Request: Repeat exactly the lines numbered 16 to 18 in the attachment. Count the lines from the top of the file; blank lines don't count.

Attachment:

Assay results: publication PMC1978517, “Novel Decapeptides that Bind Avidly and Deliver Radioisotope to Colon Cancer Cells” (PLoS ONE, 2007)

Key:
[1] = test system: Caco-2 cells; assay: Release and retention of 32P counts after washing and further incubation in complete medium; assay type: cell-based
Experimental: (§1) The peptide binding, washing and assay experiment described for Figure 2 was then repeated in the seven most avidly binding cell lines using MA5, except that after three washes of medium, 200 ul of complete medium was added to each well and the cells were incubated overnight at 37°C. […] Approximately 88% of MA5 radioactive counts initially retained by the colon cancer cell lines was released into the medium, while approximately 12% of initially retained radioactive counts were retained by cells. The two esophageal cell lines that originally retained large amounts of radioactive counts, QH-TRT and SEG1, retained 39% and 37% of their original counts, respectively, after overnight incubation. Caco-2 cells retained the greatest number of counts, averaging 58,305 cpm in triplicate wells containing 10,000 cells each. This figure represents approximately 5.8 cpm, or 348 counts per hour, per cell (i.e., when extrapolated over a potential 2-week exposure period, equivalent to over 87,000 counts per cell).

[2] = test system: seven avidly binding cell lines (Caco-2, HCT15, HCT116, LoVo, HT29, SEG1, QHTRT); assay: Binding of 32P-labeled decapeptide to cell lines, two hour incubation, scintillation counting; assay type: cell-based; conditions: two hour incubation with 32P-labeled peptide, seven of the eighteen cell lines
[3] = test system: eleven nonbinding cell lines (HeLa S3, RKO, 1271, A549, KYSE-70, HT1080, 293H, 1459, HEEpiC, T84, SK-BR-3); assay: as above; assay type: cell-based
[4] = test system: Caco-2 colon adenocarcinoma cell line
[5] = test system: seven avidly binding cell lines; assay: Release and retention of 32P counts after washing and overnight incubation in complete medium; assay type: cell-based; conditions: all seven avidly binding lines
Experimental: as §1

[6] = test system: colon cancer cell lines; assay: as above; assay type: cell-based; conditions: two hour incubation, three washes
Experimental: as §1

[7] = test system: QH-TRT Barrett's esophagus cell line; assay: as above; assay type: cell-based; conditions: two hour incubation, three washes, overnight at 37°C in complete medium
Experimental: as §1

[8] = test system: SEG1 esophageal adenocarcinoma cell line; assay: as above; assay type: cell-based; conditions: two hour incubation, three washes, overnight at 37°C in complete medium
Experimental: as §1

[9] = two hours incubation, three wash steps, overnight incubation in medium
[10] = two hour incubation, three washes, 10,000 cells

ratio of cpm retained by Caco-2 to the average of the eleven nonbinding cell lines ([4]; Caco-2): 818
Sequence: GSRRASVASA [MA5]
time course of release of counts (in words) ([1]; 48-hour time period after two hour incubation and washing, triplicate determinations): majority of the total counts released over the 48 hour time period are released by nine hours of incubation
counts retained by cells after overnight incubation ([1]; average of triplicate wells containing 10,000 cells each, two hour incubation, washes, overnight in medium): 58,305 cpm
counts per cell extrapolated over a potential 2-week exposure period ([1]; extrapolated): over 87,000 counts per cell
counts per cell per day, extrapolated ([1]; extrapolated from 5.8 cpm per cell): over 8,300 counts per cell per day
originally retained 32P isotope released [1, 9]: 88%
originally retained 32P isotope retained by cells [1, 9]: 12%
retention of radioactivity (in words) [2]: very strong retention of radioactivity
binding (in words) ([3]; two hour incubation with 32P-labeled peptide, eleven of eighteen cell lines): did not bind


[9] = two hours incubation, three wash steps, overnight incubation in medium
[10] = two hour incubation, three washes, 10,000 cells

ratio of cpm retained by Caco-2 to the average of the eleven nonbinding cell lines ([4]; Caco-2): 818